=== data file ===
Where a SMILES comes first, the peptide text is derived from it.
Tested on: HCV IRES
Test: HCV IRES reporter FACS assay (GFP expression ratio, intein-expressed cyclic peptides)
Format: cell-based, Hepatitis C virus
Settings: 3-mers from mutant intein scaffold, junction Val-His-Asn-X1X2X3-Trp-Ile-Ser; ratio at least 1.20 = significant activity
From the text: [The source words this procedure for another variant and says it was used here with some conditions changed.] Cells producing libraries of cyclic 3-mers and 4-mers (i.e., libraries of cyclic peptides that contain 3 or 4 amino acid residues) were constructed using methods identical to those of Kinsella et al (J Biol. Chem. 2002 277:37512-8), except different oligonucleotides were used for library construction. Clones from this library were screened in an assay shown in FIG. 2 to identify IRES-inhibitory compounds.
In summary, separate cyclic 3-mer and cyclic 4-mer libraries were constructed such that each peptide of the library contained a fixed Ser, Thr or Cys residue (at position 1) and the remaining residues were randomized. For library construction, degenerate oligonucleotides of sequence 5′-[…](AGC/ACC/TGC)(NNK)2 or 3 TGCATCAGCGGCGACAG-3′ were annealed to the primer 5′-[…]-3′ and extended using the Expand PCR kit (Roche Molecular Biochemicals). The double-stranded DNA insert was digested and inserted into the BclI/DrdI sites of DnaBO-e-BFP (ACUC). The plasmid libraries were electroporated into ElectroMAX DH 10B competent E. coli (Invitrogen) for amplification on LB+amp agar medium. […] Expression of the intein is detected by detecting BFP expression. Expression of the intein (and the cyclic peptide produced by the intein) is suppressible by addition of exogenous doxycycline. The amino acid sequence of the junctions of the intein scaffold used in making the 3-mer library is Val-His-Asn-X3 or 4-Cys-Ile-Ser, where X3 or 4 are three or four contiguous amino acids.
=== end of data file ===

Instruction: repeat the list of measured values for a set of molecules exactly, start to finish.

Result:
Where a SMILES comes first, the peptide text is derived from it.
Tested on: HCV IRES
Test: HCV IRES reporter FACS assay (GFP expression ratio, intein-expressed cyclic peptides)
Format: cell-based, Hepatitis C virus
Settings: 3-mers from mutant intein scaffold, junction Val-His-Asn-X1X2X3-Trp-Ile-Ser; ratio at least 1.20 = significant activity
From the text: [The source words this procedure for another variant and says it was used here with some conditions changed.] Cells producing libraries of cyclic 3-mers and 4-mers (i.e., libraries of cyclic peptides that contain 3 or 4 amino acid residues) were constructed using methods identical to those of Kinsella et al (J Biol. Chem. 2002 277:37512-8), except different oligonucleotides were used for library construction. Clones from this library were screened in an assay shown in FIG. 2 to identify IRES-inhibitory compounds.
In summary, separate cyclic 3-mer and cyclic 4-mer libraries were constructed such that each peptide of the library contained a fixed Ser, Thr or Cys residue (at position 1) and the remaining residues were randomized. For library construction, degenerate oligonucleotides of sequence 5′-[…](AGC/ACC/TGC)(NNK)2 or 3 TGCATCAGCGGCGACAG-3′ were annealed to the primer 5′-[…]-3′ and extended using the Expand PCR kit (Roche Molecular Biochemicals). The double-stranded DNA insert was digested and inserted into the BclI/DrdI sites of DnaBO-e-BFP (ACUC). The plasmid libraries were electroporated into ElectroMAX DH 10B competent E. coli (Invitrogen) for amplification on LB+amp agar medium. […] Expression of the intein is detected by detecting BFP expression. Expression of the intein (and the cyclic peptide produced by the intein) is suppressible by addition of exogenous doxycycline. The amino acid sequence of the junctions of the intein scaffold used in making the 3-mer library is Val-His-Asn-X3 or 4-Cys-Ile-Ser, where X3 or 4 are three or four contiguous amino acids.